Reality check: Lassance et al (2013) showed that substitution of a critical amino acid is sufficient to create a new pheromone blend. This finding was, nonetheless placed into the context of mutations theory. According to these authors “…the genetic changes associated with variation and divergence in pheromone signals remain largely unknown.” Therefore, we again have the assumption that the genetic changes associated with variation must be due to mutations.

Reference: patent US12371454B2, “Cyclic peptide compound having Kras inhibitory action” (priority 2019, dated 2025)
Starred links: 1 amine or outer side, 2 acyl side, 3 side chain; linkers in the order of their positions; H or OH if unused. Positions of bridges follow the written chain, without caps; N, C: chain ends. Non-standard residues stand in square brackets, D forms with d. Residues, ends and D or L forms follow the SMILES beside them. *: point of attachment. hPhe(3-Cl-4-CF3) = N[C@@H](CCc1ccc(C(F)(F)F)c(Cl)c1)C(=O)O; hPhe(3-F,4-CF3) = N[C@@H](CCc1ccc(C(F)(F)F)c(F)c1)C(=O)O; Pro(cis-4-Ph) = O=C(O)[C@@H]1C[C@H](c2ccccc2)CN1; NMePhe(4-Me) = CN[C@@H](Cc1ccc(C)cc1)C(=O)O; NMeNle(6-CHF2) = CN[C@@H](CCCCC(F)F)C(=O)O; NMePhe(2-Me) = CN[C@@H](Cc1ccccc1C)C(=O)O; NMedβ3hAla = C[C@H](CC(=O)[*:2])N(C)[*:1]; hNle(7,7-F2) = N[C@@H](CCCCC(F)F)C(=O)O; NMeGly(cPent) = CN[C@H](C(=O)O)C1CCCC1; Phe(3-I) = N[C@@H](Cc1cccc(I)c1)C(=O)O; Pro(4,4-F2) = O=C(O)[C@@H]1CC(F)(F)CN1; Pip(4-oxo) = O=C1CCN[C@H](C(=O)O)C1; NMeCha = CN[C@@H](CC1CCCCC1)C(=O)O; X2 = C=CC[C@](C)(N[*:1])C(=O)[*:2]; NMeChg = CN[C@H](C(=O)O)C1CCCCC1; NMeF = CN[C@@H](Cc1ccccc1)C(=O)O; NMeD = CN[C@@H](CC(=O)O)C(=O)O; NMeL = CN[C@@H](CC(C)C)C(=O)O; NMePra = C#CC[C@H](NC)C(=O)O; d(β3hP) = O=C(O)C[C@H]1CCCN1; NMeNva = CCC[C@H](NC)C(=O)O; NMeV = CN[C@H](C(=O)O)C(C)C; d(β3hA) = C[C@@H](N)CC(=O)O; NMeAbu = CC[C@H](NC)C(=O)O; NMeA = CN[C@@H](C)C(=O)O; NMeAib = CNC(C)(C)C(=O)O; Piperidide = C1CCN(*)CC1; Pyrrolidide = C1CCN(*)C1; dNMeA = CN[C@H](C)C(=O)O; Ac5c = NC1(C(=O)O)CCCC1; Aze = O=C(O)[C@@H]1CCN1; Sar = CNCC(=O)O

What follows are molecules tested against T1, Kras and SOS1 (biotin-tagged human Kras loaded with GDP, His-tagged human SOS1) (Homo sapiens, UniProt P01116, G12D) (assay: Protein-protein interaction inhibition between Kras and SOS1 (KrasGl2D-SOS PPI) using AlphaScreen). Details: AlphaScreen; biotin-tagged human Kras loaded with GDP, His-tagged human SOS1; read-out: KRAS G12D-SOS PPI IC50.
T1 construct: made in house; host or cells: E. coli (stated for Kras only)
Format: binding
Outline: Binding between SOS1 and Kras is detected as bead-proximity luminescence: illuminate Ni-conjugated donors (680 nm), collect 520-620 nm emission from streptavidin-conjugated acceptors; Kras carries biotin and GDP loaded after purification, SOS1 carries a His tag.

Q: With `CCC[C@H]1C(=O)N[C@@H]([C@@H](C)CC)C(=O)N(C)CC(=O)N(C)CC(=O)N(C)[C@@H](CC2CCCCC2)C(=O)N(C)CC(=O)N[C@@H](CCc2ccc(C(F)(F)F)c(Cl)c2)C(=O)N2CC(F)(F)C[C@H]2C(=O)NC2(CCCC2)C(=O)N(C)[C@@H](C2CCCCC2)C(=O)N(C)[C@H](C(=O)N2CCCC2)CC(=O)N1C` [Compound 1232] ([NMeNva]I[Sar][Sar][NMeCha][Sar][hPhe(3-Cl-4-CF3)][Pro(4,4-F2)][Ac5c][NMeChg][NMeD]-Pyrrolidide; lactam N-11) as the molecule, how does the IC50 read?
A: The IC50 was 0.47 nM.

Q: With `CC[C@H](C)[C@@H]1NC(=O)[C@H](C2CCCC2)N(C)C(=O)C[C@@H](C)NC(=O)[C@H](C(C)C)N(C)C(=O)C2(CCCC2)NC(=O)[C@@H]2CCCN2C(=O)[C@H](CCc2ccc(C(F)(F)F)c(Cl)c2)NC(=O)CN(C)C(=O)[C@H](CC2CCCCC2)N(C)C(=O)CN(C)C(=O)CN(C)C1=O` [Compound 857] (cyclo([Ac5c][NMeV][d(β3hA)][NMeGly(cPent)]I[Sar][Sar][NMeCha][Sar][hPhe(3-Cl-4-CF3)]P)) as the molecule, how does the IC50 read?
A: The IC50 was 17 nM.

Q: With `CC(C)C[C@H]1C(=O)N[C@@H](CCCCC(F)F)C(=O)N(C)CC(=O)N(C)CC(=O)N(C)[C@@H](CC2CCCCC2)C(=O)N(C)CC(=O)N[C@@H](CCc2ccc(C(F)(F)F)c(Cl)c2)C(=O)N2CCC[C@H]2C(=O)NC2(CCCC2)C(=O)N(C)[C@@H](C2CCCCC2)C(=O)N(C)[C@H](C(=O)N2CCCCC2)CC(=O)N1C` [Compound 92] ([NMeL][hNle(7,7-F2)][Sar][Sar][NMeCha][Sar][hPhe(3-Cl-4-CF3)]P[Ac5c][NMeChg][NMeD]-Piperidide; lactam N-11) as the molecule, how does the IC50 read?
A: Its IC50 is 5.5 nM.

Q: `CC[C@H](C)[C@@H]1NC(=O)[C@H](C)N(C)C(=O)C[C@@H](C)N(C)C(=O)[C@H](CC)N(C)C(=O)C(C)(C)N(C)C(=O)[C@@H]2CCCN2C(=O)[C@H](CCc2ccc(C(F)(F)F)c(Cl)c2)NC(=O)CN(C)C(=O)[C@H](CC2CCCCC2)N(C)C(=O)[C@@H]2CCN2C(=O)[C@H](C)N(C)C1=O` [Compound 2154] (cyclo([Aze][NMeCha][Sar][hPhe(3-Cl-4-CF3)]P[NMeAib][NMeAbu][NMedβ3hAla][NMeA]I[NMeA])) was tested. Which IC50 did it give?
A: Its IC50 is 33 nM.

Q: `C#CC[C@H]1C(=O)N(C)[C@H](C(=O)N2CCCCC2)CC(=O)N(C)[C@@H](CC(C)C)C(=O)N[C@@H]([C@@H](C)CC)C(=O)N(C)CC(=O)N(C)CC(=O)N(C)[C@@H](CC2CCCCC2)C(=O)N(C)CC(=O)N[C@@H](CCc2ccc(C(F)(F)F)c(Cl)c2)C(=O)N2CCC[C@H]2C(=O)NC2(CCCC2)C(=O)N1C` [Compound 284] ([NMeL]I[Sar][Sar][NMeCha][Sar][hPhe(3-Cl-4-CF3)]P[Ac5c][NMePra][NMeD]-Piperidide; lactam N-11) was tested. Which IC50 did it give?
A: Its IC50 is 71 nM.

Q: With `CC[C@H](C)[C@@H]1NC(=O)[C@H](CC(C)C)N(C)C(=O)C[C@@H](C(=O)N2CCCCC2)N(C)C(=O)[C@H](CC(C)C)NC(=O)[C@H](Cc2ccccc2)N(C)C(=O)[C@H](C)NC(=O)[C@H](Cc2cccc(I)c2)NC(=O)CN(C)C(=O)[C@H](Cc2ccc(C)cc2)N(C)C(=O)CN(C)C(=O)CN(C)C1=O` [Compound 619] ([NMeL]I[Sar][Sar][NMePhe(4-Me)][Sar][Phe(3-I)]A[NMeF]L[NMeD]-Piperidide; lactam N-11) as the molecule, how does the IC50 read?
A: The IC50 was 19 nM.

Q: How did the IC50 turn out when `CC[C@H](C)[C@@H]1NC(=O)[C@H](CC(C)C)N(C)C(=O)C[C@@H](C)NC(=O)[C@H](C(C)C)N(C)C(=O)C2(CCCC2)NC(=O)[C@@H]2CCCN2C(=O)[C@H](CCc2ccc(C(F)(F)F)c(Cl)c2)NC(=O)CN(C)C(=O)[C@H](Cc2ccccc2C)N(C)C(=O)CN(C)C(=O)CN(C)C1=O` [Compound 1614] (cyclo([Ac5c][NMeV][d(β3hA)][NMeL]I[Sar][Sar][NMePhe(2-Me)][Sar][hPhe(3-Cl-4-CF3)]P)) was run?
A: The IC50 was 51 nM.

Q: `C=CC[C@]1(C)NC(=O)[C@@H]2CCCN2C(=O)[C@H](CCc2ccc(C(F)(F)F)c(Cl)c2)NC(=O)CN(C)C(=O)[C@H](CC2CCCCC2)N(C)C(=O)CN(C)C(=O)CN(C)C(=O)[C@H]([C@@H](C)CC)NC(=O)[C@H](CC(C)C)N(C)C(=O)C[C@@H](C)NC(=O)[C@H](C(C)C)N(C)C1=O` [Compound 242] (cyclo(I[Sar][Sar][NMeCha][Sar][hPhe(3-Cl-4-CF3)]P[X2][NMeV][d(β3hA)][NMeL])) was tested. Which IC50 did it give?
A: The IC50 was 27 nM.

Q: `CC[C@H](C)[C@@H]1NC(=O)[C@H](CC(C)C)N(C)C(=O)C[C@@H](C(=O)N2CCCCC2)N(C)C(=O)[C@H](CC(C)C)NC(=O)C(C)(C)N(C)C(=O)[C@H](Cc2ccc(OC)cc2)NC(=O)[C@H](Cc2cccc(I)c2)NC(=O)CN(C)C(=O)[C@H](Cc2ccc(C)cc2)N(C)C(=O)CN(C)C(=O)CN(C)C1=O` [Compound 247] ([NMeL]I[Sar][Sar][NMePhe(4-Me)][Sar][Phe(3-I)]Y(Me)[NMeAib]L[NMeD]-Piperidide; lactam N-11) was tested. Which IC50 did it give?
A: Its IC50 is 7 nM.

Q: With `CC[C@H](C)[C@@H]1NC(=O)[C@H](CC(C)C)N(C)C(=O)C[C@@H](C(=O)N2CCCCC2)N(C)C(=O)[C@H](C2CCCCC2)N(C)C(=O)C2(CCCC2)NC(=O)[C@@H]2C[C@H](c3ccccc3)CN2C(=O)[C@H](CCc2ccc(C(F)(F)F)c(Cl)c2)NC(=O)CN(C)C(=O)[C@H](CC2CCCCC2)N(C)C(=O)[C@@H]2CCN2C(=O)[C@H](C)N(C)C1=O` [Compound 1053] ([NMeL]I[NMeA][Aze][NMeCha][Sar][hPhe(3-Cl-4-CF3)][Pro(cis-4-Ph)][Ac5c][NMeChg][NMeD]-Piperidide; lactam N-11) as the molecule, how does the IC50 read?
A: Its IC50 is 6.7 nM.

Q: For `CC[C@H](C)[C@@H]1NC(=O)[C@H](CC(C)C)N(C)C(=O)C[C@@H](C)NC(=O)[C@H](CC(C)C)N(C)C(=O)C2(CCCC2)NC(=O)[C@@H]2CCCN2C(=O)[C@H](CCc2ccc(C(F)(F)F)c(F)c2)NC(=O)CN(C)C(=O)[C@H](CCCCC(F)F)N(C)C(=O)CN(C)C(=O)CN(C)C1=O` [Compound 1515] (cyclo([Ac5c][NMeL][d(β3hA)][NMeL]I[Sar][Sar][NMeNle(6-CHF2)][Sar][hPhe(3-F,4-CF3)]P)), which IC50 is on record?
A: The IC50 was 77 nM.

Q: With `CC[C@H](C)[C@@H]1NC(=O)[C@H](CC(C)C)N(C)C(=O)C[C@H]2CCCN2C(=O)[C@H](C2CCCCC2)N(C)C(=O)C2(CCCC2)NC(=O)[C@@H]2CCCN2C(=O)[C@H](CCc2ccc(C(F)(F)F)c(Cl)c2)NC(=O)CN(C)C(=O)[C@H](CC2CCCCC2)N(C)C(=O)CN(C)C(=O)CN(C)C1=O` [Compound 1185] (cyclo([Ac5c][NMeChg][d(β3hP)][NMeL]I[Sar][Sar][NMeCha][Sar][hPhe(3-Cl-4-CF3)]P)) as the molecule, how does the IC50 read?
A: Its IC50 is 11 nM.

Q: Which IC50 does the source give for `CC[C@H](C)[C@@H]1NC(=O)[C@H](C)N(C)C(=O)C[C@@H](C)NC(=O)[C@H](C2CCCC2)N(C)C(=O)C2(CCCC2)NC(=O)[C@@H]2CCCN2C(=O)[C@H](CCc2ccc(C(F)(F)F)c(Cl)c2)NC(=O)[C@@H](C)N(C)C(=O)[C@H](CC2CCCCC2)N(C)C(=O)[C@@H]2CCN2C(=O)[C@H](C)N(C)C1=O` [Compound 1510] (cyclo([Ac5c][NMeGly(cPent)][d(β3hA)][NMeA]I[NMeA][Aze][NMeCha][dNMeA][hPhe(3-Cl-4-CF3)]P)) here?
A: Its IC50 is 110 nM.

If, instead, the variation and divergence in pheromone signals was accurately attributed to nutrient acquisition and the metabolism of nutrients to species-specific pheromones, they would have exemplified the nutrient-dependent pheromone-controlled adaptive evolution of species from microbes to man in a moth species, which has escaped the attention of evolutionary theorists from 1924 until now. Instead, we’ve had nearly 90 years of academically irresponsible nonsense tossed at us until even research teams like Lassance et al., have been beaten into submission by experimentally unsupported claims. Those claims, although never supported with experimental evidence, continue to result in the presentation of results that can only clearly be interpreted in the context of nutrient-dependent pheromone-controlled adaptive evolution: a model of experimentally supported biological facts. But evolutionary theorists still seem uninterested in biological facts as indicated by the concluding sentence from Chelo et al (2013), which refuted mutations theory: “Our findings thus set the stage for the development of more general theoretical models explaining the fate of new alleles across long evolutionary timescales.” “[T]he fate of new alleles across long evolutionary timescales” is nutrient-dependent and pheromone-controlled in species from microbes to man!